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When Art Makes the Invisible Visible – Paraguay

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In November 2017, it was time to initiate the process of co-creating Paraguay’s fourth Open Government Action Plan (PAGA). The previous action plans had come together through collaboration between government agencies and a variety of NGOs, including our organization, Fundación CIRD. However, there had never been a focus on vulnerable and discriminated-against groups. Uncomfortable with this, and determined that the process would be more inclusive this time around, I launched a project to make a difference. It could not be that indigenous people, women, rural youth and the LGBTI community would be left without a voice once again.

“If you’re looking for different results, don’t always do the same thing.”

A. Einstein 

Innovating through Art and Play

One thing soon became very clear. If we truly wanted to be more inclusive, the usual approach of simply talking to groups of people was not an option. The widespread skepticism towards public institutions, authorities and officials necessitated creativity in the way we tried to involve vulnerable groups. After considering a few possible approaches, we decided to try using the performing arts as a way to engage people. Using colloquial language, we created an interactive play with acting, literary, music and artistic elements to communicate key ideas and inspire people to share their own thoughts.

The work, called “Being Part,” first asked audience members to identify themselves. The performance then unfolded with visual images that corresponded to the participants and their feelings, making each performance unique. For example, characters and events as simple but significant as a grandmother walking with her grandson, or neighbors being reunited, were portrayed in settings like the local market or the town square. This interactive approach with a chance for role-playing afterward made participants feel that they were inside the play, so that they could see themselves as part of it before thinking about and reflecting on the larger messages.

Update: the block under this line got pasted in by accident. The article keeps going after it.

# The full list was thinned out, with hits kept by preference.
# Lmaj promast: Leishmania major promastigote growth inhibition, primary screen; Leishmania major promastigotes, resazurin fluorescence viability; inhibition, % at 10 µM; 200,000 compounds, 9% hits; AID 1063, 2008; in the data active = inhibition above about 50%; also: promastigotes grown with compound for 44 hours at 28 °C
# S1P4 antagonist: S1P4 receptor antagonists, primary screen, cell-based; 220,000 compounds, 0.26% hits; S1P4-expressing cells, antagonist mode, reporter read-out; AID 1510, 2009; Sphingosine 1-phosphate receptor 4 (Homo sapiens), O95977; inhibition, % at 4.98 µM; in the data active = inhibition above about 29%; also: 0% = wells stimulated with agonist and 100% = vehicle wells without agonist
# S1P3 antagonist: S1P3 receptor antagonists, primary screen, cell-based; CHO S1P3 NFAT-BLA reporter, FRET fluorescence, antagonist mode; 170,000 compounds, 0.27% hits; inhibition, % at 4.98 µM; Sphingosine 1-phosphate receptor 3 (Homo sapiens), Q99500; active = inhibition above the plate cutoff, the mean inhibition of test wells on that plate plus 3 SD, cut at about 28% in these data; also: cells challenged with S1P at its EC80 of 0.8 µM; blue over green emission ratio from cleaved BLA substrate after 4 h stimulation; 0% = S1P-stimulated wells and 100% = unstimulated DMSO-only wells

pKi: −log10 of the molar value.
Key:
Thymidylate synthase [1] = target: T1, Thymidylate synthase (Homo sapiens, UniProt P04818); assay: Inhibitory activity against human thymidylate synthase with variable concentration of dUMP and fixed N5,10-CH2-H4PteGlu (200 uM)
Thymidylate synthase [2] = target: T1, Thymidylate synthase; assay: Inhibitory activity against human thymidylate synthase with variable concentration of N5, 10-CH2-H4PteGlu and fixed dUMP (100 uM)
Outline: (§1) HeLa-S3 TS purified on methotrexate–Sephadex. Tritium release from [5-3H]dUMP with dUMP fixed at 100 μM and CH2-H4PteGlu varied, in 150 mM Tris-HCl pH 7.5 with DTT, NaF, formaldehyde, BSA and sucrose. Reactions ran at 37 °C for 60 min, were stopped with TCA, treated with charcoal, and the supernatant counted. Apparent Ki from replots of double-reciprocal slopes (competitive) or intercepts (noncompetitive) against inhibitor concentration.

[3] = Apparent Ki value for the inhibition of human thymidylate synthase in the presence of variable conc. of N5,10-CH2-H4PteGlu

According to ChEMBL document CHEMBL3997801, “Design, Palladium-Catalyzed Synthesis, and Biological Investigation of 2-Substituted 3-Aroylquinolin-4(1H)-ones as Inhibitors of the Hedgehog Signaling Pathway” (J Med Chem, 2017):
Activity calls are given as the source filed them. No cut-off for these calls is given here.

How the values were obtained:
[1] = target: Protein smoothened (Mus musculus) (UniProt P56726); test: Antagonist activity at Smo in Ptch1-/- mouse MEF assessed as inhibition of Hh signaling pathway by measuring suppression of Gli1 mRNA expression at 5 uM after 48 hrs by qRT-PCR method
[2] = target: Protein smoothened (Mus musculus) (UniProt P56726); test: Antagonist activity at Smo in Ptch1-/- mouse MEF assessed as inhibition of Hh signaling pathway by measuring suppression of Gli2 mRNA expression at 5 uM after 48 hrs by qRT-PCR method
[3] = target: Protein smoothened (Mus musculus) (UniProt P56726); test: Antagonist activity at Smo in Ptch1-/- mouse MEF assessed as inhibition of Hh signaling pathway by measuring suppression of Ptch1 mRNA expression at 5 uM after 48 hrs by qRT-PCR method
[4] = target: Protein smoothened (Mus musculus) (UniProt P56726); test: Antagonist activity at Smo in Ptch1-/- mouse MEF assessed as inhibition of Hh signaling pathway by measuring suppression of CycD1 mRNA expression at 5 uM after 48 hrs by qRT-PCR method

The performance art sought to tell a story about what happens when people have access to information, and about the importance of citizen participation and government accountability. Finally, it also aimed to explain in a simple manner what the open government movement is trying to accomplish. There were three main ideas that we tried to convey:

  1. The Government is all of us. Authorities are officials elected by the people, who must watch over our interests as public servants. The goods and resources of the state come from our taxes.
  2. If the Government is all of us, we must all collaborate, demand results, and be watchful. This means participating in policy design, and getting involved in the implementation of public policies.
  3. The country’s Open Government movement needs each of us. Through co-creation by everyone, the goal is to create an action plan based on the needs of the population.

Reaching Marginalized Groups in the Interior of the Country

We did five performances of the play, mainly in rural areas, and reached 185 audience participants, of whom roughly three-fourths were members of civil society organizations and the remainder were public officials.The fact that we targeted people who had often felt forgotten was perceived as a meaningful gesture by many of them. Having done this with a medium as distinct as social theater made it even more so, especially since we focused on communities that do not have constant access to entertainment options such as plays, concerts, or the cinema. In Yby Yaú (in Concepción), one of the people who participated commented that she was very surprised by the performance. “It is in these kinds of occasions and spaces that we can express ourselves and be listened to, since many times in gatherings such as these we are only listeners and not participants,” she said.

Facilitating Open Dialogue with a Different Approach